• 36.
    Hassan, Ahmad
    Örebro University, School of Health and Medical Sciences, Örebro University, Sweden.
    Survival among Multiple Sclerosis Patients with Brain Tumours2013Independent thesis Advanced level (degree of Master (Two Years)), 30 credits / 45 HE creditsStudent thesis
  • 37.
    Havula, Essi
    et al.
    Institute of Biotechnology, University of Helsinki, Helsinki, Finland; Department of Biosciences, University of Helsinki, Helsinki, Finland.
    Teesalu, Mari
    Institute of Biotechnology, University of Helsinki, Helsinki, Finland; Department of Biosciences, University of Helsinki, Helsinki, Finland.
    Hyötyläinen, Tuulia
    Örebro University, School of Science and Technology. VTT Technical Research Centre of Finland, Espoo, Finland.
    Seppälä, Heini
    Institute of Biotechnology, University of Helsinki, Helsinki, Finland; Department of Biosciences, University of Helsinki, Helsinki, Finland.
    Hasygar, Kiran
    Institute of Biotechnology, University of Helsinki, Helsinki, Finland; Department of Biosciences, University of Helsinki, Helsinki, Finland.
    Auvinen, Petri
    Institute of Biotechnology, University of Helsinki, Helsinki, Finland.
    Orešič, Matej
    Örebro University, School of Medical Sciences. VTT Technical Research Centre of Finland, Espoo, Finland.
    Sandmann, Thomas
    German Cancer Research Center (DKFZ), Heidelberg, Germany.
    Hietakangas, Ville
    Institute of Biotechnology, University of Helsinki, Helsinki, Finland; Department of Biosciences, University of Helsinki, Helsinki, Finland.
    Mondo/ChREBP-Mlx-regulated transcriptional network is essential for dietary sugar tolerance in Drosophila2013In: PLoS Genetics, ISSN 1553-7390, E-ISSN 1553-7404, Vol. 9, no 4, article id e1003438Article in journal (Refereed)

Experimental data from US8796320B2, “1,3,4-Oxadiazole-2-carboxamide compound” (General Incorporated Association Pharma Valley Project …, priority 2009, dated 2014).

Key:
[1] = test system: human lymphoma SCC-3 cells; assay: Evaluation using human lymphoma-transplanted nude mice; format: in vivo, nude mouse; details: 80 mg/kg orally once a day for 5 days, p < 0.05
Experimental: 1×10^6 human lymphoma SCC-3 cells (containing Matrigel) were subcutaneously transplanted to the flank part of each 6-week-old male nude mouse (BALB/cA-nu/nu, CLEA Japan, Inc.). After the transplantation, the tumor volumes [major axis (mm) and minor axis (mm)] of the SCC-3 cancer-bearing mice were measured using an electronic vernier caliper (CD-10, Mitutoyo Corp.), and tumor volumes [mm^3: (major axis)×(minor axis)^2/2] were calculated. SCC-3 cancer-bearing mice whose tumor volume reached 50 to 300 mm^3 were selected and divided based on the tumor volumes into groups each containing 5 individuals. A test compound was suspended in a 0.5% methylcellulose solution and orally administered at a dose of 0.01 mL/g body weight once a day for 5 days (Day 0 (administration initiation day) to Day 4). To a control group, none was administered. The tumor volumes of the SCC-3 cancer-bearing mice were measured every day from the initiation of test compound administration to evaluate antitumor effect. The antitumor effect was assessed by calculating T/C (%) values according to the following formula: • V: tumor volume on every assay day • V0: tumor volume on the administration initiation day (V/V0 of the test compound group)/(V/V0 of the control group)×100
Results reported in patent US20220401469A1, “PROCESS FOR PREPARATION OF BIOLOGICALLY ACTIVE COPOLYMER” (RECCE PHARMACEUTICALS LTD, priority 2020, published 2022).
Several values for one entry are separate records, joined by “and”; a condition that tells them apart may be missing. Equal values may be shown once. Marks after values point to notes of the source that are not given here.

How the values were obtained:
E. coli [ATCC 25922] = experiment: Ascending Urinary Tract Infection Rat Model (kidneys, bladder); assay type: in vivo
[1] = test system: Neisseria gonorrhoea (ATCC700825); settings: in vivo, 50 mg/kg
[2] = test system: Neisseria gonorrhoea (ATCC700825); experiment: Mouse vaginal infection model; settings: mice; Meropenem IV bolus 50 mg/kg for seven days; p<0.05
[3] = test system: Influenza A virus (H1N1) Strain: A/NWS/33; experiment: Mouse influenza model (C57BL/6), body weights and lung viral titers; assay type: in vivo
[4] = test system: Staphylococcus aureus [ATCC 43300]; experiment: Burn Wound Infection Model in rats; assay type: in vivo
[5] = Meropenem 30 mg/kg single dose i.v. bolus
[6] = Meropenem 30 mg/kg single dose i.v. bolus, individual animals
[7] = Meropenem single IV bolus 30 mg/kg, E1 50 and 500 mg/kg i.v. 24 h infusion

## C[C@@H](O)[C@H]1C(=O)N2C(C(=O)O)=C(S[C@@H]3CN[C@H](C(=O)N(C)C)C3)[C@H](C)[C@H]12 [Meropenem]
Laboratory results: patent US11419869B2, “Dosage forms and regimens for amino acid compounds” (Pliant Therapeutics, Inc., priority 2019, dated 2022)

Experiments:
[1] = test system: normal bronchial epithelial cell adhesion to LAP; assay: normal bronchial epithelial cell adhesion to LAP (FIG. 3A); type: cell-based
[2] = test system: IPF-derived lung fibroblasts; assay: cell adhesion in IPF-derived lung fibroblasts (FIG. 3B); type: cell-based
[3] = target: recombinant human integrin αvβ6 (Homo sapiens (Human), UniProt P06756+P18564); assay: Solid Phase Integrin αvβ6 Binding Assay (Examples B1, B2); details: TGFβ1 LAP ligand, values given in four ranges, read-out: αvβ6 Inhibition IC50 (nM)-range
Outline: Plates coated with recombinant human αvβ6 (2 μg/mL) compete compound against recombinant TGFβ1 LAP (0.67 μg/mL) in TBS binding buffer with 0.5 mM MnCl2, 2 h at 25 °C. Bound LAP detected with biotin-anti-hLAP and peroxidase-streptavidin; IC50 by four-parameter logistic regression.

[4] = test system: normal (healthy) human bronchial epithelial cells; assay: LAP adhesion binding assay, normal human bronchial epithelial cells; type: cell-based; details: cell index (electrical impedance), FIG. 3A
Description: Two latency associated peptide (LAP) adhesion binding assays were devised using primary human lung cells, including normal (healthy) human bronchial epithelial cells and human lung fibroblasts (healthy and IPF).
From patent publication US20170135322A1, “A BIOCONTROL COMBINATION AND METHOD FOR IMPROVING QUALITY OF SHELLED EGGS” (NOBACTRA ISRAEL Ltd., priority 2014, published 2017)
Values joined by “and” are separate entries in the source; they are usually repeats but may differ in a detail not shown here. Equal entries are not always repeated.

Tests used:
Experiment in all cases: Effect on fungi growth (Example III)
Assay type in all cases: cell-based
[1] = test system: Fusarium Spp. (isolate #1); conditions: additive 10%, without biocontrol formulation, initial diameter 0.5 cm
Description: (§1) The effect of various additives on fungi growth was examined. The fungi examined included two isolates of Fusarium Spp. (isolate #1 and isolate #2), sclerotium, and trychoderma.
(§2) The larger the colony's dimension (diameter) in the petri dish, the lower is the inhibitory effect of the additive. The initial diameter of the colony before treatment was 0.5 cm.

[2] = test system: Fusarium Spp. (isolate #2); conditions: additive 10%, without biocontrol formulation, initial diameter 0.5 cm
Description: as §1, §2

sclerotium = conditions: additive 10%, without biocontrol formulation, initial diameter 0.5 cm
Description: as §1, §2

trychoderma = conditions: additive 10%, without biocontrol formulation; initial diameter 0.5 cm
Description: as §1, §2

Abstract [en]

    Sugars are important nutrients for many animals, but are also proposed to contribute to overnutrition-derived metabolic diseases in humans. Understanding the genetic factors governing dietary sugar tolerance therefore has profound biological and medical significance. Paralogous Mondo transcription factors ChREBP and MondoA, with their common binding partner Mlx, are key sensors of intracellular glucose flux in mammals. Here we report analysis of the in vivo function of Drosophila melanogaster Mlx and its binding partner Mondo (ChREBP) in respect to tolerance to dietary sugars. Larvae lacking mlx or having reduced mondo expression show strikingly reduced survival on a diet with moderate or high levels of sucrose, glucose, and fructose. mlx null mutants display widespread changes in lipid and phospholipid profiles, signs of amino acid catabolism, as well as strongly elevated circulating glucose levels. Systematic loss-of-function analysis of Mlx target genes reveals that circulating glucose levels and dietary sugar tolerance can be genetically uncoupled: Krüppel-like transcription factor Cabut and carbonyl detoxifying enzyme Aldehyde dehydrogenase type III are essential for dietary sugar tolerance, but display no influence on circulating glucose levels. On the other hand, Phosphofructokinase 2, a regulator of the glycolysis pathway, is needed for both dietary sugar tolerance and maintenance of circulating glucose homeostasis. Furthermore, we show evidence that fatty acid synthesis, which is a highly conserved Mondo-Mlx-regulated process, does not promote dietary sugar tolerance. In contrast, survival of larvae with reduced fatty acid synthase expression is sugar-dependent. Our data demonstrate that the transcriptional network regulated by Mondo-Mlx is a critical determinant of the healthful dietary spectrum allowing Drosophila to exploit sugar-rich nutrient sources.

  • 38.
    Hussain, Rashida
    et al.
    Örebro University, School of Health and Medical Sciences, Örebro University, Sweden.
    Shahror, Rami
    Örebro University, School of Health and Medical Sciences, Örebro University, Sweden.
    Karpati, Ferenc
    3Stockholm CF-centre, Department of Pediatrics, Karolinska University Hospital, Huddinge, Stockholm.
    Roomans, Godfried M.
    Örebro University, School of Medicine, Örebro University, Sweden.
    Effect of IL-6, IL-8 and glucocorticoids on the internalization of Pseudomonas aeruginosa (ATCC 27853) in cystic fibrosis bronchial epithelial cellsManuscript (preprint) (Other academic)
    Abstract [en]